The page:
The Company You Keep Film Review
The film’s plot is set in motion when fugitive Sharon Solarz surrenders to the FBI. A member of the radical anti-war group The Weather Underground, Solarz is accused of armed robbery and murder. Journalist Ben Shepard begins to investigate Solarz and her associates. In doing so, he discovers that civil liberties attorney Jim Grant is actually Nick Sloan, wanted for the same crimes. Sloan leads the FBI on a cross-country chase as he attempts to clear his name and be reunited with his daughter.
Ben Shepard, played by Shia LaBeouf, is portrayed as lacking in principles at the outset of the film. Shepard has no qualms about bribing a DMV employee to get Grant’s social security number. He also manipulates an ex-girlfriend, who is an FBI agent, into giving him information. He has to be admonished by his editor that “you don’t just destroy people to see what you can uncover.” Shepard is capable of change, however, and is a different journalist at the end of the story.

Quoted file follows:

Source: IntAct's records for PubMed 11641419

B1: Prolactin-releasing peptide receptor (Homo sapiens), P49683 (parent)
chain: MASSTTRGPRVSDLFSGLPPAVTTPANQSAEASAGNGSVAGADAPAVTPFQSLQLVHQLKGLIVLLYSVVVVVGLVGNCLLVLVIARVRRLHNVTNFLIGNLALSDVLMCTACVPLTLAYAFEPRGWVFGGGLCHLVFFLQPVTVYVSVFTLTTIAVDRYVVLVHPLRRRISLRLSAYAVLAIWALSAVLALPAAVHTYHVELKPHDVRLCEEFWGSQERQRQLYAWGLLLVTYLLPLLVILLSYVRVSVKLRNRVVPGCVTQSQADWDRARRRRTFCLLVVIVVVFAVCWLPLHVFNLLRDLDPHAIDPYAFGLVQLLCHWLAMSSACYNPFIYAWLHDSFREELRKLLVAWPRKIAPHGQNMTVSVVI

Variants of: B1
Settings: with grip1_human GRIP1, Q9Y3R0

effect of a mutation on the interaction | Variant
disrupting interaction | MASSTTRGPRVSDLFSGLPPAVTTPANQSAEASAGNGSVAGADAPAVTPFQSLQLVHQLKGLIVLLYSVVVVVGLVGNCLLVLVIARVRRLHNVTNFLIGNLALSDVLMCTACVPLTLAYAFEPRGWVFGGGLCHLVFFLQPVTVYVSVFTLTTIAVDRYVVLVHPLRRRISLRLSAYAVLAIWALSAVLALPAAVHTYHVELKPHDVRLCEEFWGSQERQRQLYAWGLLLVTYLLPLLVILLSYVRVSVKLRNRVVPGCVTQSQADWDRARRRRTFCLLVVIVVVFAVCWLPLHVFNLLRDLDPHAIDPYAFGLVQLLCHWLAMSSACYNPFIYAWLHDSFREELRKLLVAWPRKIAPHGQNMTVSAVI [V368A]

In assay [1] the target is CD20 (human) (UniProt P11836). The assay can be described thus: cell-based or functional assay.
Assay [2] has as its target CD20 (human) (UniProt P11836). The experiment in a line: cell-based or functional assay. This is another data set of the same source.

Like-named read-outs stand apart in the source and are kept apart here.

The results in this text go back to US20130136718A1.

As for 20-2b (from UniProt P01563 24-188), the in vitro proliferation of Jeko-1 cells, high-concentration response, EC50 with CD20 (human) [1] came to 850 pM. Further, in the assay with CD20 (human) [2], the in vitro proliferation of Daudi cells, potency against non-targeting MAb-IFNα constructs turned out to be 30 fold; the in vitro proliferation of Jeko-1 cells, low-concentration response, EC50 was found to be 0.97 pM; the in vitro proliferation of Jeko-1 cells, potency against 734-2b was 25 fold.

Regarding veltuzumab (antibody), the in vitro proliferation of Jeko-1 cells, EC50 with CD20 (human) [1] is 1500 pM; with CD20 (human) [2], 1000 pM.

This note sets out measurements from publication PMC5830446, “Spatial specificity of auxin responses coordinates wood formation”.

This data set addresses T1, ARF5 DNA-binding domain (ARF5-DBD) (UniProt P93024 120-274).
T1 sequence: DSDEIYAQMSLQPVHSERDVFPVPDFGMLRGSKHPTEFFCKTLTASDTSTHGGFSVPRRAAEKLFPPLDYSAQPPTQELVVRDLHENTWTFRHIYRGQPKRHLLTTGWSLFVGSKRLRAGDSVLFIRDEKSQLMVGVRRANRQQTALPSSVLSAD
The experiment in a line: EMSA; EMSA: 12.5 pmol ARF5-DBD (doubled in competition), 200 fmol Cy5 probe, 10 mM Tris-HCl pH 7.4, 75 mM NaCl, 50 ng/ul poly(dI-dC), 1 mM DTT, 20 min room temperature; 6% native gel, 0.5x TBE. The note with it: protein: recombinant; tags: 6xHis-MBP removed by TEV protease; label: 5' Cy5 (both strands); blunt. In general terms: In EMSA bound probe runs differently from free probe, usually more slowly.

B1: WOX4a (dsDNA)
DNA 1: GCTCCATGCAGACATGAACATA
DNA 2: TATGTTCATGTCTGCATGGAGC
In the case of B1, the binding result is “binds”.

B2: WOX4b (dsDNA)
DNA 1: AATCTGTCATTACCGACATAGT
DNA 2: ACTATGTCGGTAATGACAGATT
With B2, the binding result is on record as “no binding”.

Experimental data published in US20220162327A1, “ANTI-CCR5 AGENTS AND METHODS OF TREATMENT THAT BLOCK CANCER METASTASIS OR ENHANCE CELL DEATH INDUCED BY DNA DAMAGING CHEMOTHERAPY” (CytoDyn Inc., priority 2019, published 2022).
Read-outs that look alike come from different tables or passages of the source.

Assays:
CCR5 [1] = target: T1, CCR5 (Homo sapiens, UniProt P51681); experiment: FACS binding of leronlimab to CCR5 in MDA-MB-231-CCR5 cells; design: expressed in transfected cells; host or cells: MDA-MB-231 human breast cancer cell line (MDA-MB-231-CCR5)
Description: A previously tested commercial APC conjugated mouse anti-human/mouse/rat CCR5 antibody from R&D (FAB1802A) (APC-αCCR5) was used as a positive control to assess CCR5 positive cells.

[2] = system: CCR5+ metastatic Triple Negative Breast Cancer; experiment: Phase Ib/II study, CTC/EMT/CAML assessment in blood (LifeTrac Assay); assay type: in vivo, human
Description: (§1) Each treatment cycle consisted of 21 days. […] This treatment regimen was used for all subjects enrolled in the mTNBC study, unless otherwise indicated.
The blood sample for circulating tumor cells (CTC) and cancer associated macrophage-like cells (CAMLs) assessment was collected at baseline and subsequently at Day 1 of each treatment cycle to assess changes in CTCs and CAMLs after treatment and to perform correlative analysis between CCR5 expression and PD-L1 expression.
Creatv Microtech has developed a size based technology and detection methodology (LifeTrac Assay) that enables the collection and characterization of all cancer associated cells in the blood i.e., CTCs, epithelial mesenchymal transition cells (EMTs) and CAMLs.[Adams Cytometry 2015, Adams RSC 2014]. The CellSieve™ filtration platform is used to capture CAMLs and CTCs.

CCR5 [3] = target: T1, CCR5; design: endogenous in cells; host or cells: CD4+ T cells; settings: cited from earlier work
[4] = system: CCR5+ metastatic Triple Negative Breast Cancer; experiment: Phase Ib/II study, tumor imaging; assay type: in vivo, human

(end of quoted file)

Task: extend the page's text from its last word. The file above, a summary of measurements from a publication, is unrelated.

Redford, who plays Grant/Sloan, also directs the film. He frequently shoots his actors in profile, from the right. This puts the audience in the position of a jury, seeing the characters as if they are testifying at trial. The film puts forward several viewpoints, although it is obviously sympathetic towards Redford’s character. Sharon Solarz says of the radical acts done in protest of the Vietnam War, “We made mistakes, but we were right.” In contrast, an FBI agent tells Shepard that “terrorists justify terrorism.”
Redford once said “As an actor, I wouldn’t like me as a director.” Judging by the quality of the actors who are willing to work for him, there is plenty of disagreement with his statement. The cast of this film includes Julie Christie, Terrence Howard, Richard Jenkins, Stanley Tucci, Nick Nolte, Chris Cooper and Susan Sarandon. The questionable choices are “Pitch Perfect” star Anna Kendrick as an FBI agent and child singing sensation Jackie Evancho as Isabel Sloan.
“The Company You Keep” is a political thriller but don’t expect extended action sequences with car chases and shoot-outs. Redford is interested in exploring the choices people make and the consequences of those choices.
“The Company You Keep” is rated R for language. I watched the film at my own expense. Review posted on 5/16/2015.
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